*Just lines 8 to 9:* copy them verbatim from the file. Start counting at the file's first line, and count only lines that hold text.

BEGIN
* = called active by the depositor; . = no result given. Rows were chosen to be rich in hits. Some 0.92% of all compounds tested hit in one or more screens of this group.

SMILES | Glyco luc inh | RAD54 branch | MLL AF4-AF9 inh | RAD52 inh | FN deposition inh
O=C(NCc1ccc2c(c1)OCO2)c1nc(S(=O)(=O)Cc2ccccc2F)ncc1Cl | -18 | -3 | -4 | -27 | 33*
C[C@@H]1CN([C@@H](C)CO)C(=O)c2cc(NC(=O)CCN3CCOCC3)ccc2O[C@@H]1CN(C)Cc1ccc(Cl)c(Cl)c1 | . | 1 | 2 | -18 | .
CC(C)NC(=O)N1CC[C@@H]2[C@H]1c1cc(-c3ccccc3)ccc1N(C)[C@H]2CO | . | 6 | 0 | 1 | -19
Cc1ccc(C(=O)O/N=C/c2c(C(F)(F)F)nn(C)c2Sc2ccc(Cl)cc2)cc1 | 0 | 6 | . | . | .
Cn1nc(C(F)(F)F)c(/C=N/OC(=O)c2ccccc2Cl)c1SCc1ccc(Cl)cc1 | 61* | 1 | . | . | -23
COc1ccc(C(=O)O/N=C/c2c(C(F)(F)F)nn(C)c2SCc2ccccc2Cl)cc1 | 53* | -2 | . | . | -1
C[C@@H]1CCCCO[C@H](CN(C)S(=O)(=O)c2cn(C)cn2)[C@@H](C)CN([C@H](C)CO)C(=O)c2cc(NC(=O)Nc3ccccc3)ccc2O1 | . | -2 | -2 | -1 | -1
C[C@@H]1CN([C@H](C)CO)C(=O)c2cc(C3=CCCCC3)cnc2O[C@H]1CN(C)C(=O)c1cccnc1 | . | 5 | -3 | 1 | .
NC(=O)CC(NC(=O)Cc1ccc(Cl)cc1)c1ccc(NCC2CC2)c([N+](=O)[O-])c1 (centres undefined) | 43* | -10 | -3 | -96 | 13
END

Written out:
COc1ccc(C(=O)O/N=C/c2c(C(F)(F)F)nn(C)c2SCc2ccccc2Cl)cc1 | 53* | -2 | . | . | -1
C[C@@H]1CCCCO[C@H](CN(C)S(=O)(=O)c2cn(C)cn2)[C@@H](C)CN([C@H](C)CO)C(=O)c2cc(NC(=O)Nc3ccccc3)ccc2O1 | . | -2 | -2 | -1 | -1